Duluth city officials said Monday that the last piece of funding is in place for the long-awaited restoration of downtown's NorShor Theatre to start by the end of the year.
The project to restore the theater as a performing-arts venue, now estimated to cost $29.6 million, will take about 20 months to complete, the city reported. Minneapolis-based Sherman Associates will manage the restoration.
It's been more than five years since the city purchased the historic theater on the 200 block of East Superior Street, and the theater has remained closed most of that time because of noncompliance with Americans with Disabilities Act standards. The restoration project has been delayed amid efforts to line up state bonding, grants and other financing.
"Finalization of the NorShor's complex funding has been a long time in coming, because we wanted to make sure we identified and secured every possible resource out there," David Montgomery, the city's chief administrative officer, said Monday in a news release.
Montgomery said no property tax money will be spent on the project.
"None of it takes money away from police protection, street repair or any other city services," he said.
Plans have called for the Duluth Economic Development Authority to transfer ownership of the NorShor to Sherman Associates, which signed on to the project in early 2012, for a negligible sum. After a few years of operation, ownership of the theater is expected to transfer to the Duluth Playhouse, which is to be the primary tenant and manager of the property.
The final agreement for the project will go before DEDA for approval on Sept. 23, and could go to the City Council for a vote on Sept. 28.
The City Council heard details of the financing at a Committee of the Whole meeting on Monday. Duluth City Councilor Joel Sipress said he was in favor of the project, but wants to make sure public tax dollars are protected.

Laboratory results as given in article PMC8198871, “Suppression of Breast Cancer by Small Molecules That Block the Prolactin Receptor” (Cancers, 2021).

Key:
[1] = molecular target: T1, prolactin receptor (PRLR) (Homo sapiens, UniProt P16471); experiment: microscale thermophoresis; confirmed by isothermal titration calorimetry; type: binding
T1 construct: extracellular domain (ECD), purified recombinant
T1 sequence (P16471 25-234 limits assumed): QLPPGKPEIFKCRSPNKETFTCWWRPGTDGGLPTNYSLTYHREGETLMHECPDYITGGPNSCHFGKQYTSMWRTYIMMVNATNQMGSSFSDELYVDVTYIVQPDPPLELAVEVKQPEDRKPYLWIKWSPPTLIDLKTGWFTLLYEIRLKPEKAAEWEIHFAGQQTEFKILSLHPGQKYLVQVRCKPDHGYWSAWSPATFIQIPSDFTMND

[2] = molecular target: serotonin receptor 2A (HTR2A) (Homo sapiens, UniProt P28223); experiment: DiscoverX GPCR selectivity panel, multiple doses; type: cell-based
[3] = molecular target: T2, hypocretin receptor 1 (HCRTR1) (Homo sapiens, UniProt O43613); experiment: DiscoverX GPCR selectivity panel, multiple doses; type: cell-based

The last part of the funding package, a $1.65 million federal New Markets Tax Credit through the national Local Initiatives Support Corporation, was finalized in recent days, the city reported. The project's financial breakdown as outlined by the city includes:
• $7.4 million in historic tax credits
• $7.1 million from the state of Minnesota
• $6.7 million in Sherman Associates equity and New Market Tax Credits
• $4.5 million in Duluth Playhouse fundraising and Store Front Loan
• $2.3 million from DEDA's purchase of the building
• $ 1.6 million in DEDA financing
In June, city officials said work on the building must begin this year - or some of the financing lined up for the project earlier might be placed in jeopardy. They also said project costs have increased as the price of materials has risen and tradespeople are in higher demand.
The venue dates back to the opening of the Orpheum vaudeville house in 1910. After extensive renovations it reopened as the NorShor, a movie theater, in 1941. It operated as a first-run movie theater until 1982, and later as a venue for live events including a strip club known as the NorShor Experience.
Plans call for the project to include a renovated 750-seat theater, a new stage, a connection to the skywalk system, an ADA-accessible elevator and new utilities.